DNA database

The DNA of every man, woman and child in England will be profiled and stored under large-scale databases, according to a recent government announcement.

 Under the project, every patient of the NHS will have the details of their genes, infections, past illnesses, sequenced over the next 5 years.

This means that the government, along with medical authorities and other third parties will be able to access the personal health records of every patient and use that information to their advantage.

The project will be run by  Genomics England, and will manage contracts for specialist UK-based companies, universities and hospitals to supply services on sequencing, data linkage and analysis.

 The government claims that the database will allow them to gain a better understanding of disease and offer a more “personal” service to patients.

Health Secretary Jeremy Hunt said: “The UK aims to become the first country to introduce this technology in its mainstream health system.

“Genomics England will provide the investment and leadership needed to dramatically increase the use of this technology and drive costs down.”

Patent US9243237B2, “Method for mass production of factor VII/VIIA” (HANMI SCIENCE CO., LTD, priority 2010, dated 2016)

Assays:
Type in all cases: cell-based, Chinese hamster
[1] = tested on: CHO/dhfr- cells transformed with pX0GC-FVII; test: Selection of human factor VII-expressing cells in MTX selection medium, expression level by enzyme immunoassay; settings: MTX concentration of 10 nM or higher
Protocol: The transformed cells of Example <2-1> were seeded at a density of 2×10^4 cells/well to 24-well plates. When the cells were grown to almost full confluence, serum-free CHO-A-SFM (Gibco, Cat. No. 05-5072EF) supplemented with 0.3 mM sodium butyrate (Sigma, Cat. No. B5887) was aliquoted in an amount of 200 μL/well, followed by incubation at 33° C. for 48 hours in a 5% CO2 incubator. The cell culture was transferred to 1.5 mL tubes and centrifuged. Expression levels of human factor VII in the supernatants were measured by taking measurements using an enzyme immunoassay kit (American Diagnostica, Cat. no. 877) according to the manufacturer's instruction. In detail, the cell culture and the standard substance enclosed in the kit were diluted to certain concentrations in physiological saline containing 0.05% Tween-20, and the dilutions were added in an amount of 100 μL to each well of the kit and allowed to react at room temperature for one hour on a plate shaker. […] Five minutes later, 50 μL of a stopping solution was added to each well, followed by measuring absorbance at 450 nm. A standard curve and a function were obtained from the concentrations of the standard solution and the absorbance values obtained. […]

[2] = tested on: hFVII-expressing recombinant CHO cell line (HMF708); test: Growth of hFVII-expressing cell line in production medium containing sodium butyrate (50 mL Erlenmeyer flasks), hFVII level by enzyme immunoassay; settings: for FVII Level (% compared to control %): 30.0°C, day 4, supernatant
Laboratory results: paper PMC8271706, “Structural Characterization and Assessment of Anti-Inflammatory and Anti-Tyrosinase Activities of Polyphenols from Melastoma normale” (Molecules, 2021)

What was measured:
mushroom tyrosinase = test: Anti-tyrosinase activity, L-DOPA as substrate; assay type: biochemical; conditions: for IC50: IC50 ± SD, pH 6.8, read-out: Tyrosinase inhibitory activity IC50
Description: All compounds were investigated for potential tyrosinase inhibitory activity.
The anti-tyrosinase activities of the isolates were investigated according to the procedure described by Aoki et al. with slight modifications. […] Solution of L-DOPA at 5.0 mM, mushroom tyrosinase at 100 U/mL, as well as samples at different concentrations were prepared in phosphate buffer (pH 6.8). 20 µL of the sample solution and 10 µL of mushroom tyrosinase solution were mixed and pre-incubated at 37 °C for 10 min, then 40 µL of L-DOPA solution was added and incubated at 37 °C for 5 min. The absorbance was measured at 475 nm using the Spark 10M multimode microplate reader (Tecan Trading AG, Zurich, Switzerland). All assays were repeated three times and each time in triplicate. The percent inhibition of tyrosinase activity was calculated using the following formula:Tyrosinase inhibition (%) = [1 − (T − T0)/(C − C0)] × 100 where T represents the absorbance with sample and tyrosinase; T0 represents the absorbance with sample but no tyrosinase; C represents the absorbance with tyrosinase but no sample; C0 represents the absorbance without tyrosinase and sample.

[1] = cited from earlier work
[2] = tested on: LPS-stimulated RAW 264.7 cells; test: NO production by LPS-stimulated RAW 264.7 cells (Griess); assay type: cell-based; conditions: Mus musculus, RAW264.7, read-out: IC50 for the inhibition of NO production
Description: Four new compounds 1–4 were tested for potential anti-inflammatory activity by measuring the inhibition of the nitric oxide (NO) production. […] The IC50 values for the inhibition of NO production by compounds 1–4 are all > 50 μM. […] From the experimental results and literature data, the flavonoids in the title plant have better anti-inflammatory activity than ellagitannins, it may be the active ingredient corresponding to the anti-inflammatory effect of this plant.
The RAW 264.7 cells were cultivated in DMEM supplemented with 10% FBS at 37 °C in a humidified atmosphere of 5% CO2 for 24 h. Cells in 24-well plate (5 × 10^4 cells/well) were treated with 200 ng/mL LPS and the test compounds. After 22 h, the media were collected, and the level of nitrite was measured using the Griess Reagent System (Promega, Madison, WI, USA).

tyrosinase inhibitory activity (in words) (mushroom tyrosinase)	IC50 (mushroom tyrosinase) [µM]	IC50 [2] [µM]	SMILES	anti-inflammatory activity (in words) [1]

In September 2011, a CD containing the health records of over a million people was “lost” by NHS Kent and Medway.

This occurred after the scandal in 2007, where nine NHS trusts “lost” the records of hundreds of thousands of adults and children. This included names, addresses and health details. It was also revealed that millions of records went missing in 2009, in a series of grave data security leaks.

Earlier this year, changes made to the NHS constitution means that patients will lose important privacy controls over their information. Under the new proposals, patients will not have the power to veto records being used for reasons unrelated to their own treatment. Instead they can only ‘request’ that the data is not passed on. It also allows information which could identify a patient to be used without them having the chance to object.

GPs will be forced to hand over significant amounts of information from their patient databases including cholesterol levels, body mass index, pulse rate, family health history, alcohol consumption and smoking status.

The records of every physical and mental illness would also be gathered.
In addition, GPs could be made to pass on patients’ dates of birth, postcodes and NHS numbers which will be updated regularly on the database.

In effect, it would spell the end of patient-doctor confidentiality. Meanwhile, in America the same proposals are being adopted under Obama’s healthcare plans.

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